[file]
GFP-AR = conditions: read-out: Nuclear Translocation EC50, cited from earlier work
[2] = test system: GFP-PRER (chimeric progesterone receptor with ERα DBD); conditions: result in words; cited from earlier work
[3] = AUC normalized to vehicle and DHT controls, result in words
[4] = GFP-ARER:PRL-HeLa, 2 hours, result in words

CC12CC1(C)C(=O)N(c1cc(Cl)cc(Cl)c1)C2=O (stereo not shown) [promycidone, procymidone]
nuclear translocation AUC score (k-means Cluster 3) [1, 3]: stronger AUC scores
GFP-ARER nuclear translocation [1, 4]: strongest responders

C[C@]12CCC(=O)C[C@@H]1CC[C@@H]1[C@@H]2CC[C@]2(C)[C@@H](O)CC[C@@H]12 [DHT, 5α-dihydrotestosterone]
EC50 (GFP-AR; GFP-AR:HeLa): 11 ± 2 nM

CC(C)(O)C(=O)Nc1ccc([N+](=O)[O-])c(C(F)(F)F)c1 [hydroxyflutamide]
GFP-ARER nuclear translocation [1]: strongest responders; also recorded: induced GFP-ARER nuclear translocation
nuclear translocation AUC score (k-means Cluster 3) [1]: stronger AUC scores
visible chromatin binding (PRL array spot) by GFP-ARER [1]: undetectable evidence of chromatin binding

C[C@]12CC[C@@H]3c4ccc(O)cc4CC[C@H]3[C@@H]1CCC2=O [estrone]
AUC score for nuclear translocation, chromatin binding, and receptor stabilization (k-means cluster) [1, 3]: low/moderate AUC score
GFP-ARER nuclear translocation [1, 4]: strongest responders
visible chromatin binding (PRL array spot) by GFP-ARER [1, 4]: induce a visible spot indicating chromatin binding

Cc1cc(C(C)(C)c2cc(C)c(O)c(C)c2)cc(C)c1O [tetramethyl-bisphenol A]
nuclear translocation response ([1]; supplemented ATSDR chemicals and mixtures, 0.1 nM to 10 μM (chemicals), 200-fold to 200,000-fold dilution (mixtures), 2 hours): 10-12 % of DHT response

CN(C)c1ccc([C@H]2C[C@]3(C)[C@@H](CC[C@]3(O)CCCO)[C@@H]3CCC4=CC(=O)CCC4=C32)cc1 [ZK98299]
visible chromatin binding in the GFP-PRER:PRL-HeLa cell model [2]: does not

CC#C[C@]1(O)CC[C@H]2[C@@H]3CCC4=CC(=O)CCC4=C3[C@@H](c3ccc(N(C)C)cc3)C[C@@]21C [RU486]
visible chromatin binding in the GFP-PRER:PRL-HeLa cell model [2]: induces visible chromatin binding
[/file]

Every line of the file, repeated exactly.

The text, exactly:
GFP-AR = conditions: read-out: Nuclear Translocation EC50, cited from earlier work
[2] = test system: GFP-PRER (chimeric progesterone receptor with ERα DBD); conditions: result in words; cited from earlier work
[3] = AUC normalized to vehicle and DHT controls, result in words
[4] = GFP-ARER:PRL-HeLa, 2 hours, result in words

CC12CC1(C)C(=O)N(c1cc(Cl)cc(Cl)c1)C2=O (stereo not shown) [promycidone, procymidone]
nuclear translocation AUC score (k-means Cluster 3) [1, 3]: stronger AUC scores
GFP-ARER nuclear translocation [1, 4]: strongest responders

C[C@]12CCC(=O)C[C@@H]1CC[C@@H]1[C@@H]2CC[C@]2(C)[C@@H](O)CC[C@@H]12 [DHT, 5α-dihydrotestosterone]
EC50 (GFP-AR; GFP-AR:HeLa): 11 ± 2 nM

CC(C)(O)C(=O)Nc1ccc([N+](=O)[O-])c(C(F)(F)F)c1 [hydroxyflutamide]
GFP-ARER nuclear translocation [1]: strongest responders; also recorded: induced GFP-ARER nuclear translocation
nuclear translocation AUC score (k-means Cluster 3) [1]: stronger AUC scores
visible chromatin binding (PRL array spot) by GFP-ARER [1]: undetectable evidence of chromatin binding

C[C@]12CC[C@@H]3c4ccc(O)cc4CC[C@H]3[C@@H]1CCC2=O [estrone]
AUC score for nuclear translocation, chromatin binding, and receptor stabilization (k-means cluster) [1, 3]: low/moderate AUC score
GFP-ARER nuclear translocation [1, 4]: strongest responders
visible chromatin binding (PRL array spot) by GFP-ARER [1, 4]: induce a visible spot indicating chromatin binding

Cc1cc(C(C)(C)c2cc(C)c(O)c(C)c2)cc(C)c1O [tetramethyl-bisphenol A]
nuclear translocation response ([1]; supplemented ATSDR chemicals and mixtures, 0.1 nM to 10 μM (chemicals), 200-fold to 200,000-fold dilution (mixtures), 2 hours): 10-12 % of DHT response

CN(C)c1ccc([C@H]2C[C@]3(C)[C@@H](CC[C@]3(O)CCCO)[C@@H]3CCC4=CC(=O)CCC4=C32)cc1 [ZK98299]
visible chromatin binding in the GFP-PRER:PRL-HeLa cell model [2]: does not

CC#C[C@]1(O)CC[C@H]2[C@@H]3CCC4=CC(=O)CCC4=C3[C@@H](c3ccc(N(C)C)cc3)C[C@@]21C [RU486]
visible chromatin binding in the GFP-PRER:PRL-HeLa cell model [2]: induces visible chromatin binding